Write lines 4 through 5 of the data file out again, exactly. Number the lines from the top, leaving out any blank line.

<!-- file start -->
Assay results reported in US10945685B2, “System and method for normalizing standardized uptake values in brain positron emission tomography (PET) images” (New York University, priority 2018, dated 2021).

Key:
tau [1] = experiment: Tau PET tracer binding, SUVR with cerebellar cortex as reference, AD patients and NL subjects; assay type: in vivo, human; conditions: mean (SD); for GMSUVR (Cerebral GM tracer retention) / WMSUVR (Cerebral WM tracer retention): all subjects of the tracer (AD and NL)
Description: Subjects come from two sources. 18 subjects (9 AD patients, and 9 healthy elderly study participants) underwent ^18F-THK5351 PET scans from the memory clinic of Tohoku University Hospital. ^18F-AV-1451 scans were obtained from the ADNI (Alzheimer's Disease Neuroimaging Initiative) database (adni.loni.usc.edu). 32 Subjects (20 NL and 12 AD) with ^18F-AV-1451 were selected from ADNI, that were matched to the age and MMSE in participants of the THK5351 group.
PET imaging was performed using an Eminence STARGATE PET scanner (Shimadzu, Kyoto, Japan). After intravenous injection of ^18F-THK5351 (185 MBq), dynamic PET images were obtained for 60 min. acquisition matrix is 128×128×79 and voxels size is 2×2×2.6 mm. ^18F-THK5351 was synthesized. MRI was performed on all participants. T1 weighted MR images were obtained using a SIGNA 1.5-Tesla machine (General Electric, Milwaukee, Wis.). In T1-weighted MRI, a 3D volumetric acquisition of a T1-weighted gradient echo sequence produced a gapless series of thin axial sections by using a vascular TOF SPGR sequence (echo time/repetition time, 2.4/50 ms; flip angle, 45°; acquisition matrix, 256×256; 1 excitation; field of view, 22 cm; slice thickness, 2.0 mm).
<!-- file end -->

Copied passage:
Description: Subjects come from two sources. 18 subjects (9 AD patients, and 9 healthy elderly study participants) underwent ^18F-THK5351 PET scans from the memory clinic of Tohoku University Hospital. ^18F-AV-1451 scans were obtained from the ADNI (Alzheimer's Disease Neuroimaging Initiative) database (adni.loni.usc.edu). 32 Subjects (20 NL and 12 AD) with ^18F-AV-1451 were selected from ADNI, that were matched to the age and MMSE in participants of the THK5351 group.
PET imaging was performed using an Eminence STARGATE PET scanner (Shimadzu, Kyoto, Japan). After intravenous injection of ^18F-THK5351 (185 MBq), dynamic PET images were obtained for 60 min. acquisition matrix is 128×128×79 and voxels size is 2×2×2.6 mm. ^18F-THK5351 was synthesized. MRI was performed on all participants. T1 weighted MR images were obtained using a SIGNA 1.5-Tesla machine (General Electric, Milwaukee, Wis.). In T1-weighted MRI, a 3D volumetric acquisition of a T1-weighted gradient echo sequence produced a gapless series of thin axial sections by using a vascular TOF SPGR sequence (echo time/repetition time, 2.4/50 ms; flip angle, 45°; acquisition matrix, 256×256; 1 excitation; field of view, 22 cm; slice thickness, 2.0 mm).